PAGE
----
Well Chas Cherdano, that's not even a credible childish attempt to weasel out, but like I said, I expected nothing more from you. And like the original Chas, I doubt that you have any self control or that you had any intention to do what you say. I will be more than pleasantly astonished if you manage to actually comply with your statement. I will continue to respond to anything that you post that I think is stupid or wrong which is most of your posts.
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#119 User is offline   johnu 

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Posted 2022-April-21, 19:11

View Postcherdano, on 2022-April-21, 15:40, said:


{more rehashed attempted rebuttals by cherdano that have already been refuted and/or commented on}


:lol: Typical move by an insincere troll to claim that they didn't actually say they were leaving the thread, then post a rehash of previous comments so they could get the last word, and then claim again that he will not respond to me in this thread.
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#120 User is offline   y66 

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Posted 2022-April-22, 11:50

Adam Tooze said:

The damage being done to the Ukrainian economy every day by the Russian attack is mounting up at a dizzying pace. The bill, simply in terms of physical destruction, is likely in excess of $100 billion and counting.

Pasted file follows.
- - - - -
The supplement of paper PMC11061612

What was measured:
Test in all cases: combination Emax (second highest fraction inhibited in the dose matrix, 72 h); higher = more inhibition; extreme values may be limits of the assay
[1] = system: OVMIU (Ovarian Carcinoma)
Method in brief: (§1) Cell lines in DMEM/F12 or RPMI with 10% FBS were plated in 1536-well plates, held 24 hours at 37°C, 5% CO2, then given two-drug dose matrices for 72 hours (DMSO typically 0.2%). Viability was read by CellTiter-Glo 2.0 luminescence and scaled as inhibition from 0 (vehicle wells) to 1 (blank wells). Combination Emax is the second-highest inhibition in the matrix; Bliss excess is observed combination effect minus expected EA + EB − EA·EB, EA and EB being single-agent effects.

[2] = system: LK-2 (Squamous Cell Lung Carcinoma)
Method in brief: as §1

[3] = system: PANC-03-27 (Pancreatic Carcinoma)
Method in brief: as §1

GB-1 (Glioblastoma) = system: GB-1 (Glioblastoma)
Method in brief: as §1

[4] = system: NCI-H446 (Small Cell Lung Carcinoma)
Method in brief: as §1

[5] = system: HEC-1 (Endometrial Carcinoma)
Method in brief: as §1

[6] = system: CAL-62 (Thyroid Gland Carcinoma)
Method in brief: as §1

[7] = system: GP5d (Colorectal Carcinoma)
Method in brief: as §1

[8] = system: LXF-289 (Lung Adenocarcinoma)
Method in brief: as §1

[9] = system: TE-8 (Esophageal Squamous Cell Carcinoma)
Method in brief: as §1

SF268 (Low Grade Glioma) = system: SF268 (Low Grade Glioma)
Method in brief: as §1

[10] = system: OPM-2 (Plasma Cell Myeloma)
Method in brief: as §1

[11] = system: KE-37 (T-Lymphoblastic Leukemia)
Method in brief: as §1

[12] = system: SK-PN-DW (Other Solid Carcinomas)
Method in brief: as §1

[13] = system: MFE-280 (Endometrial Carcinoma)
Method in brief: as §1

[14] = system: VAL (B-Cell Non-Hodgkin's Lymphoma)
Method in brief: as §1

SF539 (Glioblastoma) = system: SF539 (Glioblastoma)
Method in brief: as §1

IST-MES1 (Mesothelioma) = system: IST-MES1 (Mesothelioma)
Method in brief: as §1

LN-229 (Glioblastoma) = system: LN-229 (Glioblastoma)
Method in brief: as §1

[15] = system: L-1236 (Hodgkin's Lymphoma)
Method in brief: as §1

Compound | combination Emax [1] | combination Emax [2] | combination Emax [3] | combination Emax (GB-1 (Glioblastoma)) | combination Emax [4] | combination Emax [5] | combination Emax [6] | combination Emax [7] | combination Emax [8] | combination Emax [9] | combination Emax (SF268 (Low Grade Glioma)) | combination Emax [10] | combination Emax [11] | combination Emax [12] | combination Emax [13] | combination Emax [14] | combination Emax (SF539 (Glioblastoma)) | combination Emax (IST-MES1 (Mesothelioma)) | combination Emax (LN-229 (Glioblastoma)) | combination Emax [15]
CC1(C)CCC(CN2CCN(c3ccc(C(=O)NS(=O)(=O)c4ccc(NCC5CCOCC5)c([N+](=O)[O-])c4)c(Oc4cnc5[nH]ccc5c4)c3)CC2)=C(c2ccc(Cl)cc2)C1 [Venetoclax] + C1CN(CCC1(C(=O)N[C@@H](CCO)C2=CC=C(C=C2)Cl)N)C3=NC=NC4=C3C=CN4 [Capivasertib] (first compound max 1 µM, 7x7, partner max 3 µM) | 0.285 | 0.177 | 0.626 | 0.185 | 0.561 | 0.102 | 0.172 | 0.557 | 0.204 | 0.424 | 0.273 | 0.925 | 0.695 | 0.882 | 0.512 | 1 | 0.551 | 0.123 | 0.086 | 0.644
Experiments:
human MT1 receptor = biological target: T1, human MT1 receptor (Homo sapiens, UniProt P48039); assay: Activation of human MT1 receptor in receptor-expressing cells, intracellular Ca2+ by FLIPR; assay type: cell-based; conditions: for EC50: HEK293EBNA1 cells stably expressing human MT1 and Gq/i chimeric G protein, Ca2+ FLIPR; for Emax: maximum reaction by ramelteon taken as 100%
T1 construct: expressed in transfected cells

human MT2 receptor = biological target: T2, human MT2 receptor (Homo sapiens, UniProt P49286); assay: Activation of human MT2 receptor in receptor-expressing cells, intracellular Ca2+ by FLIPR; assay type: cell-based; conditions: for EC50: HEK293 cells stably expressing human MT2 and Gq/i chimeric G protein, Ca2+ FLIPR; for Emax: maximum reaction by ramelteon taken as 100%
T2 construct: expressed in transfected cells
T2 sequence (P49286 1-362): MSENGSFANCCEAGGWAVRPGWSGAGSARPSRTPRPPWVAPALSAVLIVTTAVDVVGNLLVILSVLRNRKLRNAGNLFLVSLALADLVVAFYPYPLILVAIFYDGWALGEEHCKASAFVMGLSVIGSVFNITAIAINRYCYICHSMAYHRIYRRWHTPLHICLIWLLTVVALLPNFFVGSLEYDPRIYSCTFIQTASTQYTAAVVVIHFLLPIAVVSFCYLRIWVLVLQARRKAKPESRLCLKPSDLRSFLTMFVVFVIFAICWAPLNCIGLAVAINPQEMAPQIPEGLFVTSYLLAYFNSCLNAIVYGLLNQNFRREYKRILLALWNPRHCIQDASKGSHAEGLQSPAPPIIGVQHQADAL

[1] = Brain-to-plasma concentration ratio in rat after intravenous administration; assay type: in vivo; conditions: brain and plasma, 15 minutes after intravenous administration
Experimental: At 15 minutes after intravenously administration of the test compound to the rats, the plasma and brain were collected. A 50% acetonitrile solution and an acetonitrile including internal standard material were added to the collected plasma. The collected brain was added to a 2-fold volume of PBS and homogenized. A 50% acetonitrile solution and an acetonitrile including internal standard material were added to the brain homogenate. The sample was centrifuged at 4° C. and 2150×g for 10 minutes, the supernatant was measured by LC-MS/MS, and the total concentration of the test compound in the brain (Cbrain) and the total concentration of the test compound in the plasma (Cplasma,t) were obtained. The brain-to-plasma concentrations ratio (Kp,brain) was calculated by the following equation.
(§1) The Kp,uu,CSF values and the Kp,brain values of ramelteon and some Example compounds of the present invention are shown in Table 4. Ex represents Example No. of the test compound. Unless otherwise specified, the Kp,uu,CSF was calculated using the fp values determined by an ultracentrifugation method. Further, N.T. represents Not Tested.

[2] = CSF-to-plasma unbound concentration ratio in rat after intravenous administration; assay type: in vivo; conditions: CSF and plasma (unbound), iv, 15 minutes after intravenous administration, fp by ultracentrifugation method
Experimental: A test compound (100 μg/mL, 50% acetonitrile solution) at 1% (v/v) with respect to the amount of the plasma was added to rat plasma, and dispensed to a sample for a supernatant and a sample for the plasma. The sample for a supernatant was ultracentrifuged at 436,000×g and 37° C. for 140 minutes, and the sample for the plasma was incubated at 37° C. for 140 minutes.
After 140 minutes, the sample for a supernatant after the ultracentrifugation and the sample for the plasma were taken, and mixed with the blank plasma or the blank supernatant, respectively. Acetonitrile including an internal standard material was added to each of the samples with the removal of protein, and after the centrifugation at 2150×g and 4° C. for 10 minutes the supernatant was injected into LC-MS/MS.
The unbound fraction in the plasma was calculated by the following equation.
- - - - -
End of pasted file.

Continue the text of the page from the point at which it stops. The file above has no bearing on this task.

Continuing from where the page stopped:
Perhaps unsurprisingly this has triggered calls for a Marshall Plan for Ukraine.

I took up the theme in a new piece for New Statesman.

The most recent major work on the Marshall Plan by Benn Steil offers a judicious conclusion:

“DID THE MARSHALL PLAN work? to the extent that it was intended to allow the United States to disengage from Europe militarily, the answer is no. The Truman administration was ultimately obliged to conclude, reluctantly, that it had to commit to a military alliance, NATO, to bring its vision to reality. The Marshall Plan and NATO are therefore best understood as two parts of a wider European security policy, which was itself embedded in an emerging Grand Strategy of Soviet containment. But on this level, as a component of a broader strategy, the Marshall Plan did indeed work.

In invoking the Marshall Plan at this moment as an answer to the crisis of Ukraine that broader conclusion should be born in mind. Beyond the myth, a Marshall Plan is not a magic bullet! To be successful it must be part of a broader strategy. And given Ukraine’s needs it will need to be on a huge scale.

https://adamtooze.su...26orjhL4YMg&s=r

If you lose all hope, you can always find it again -- Richard Ford in The Sportswriter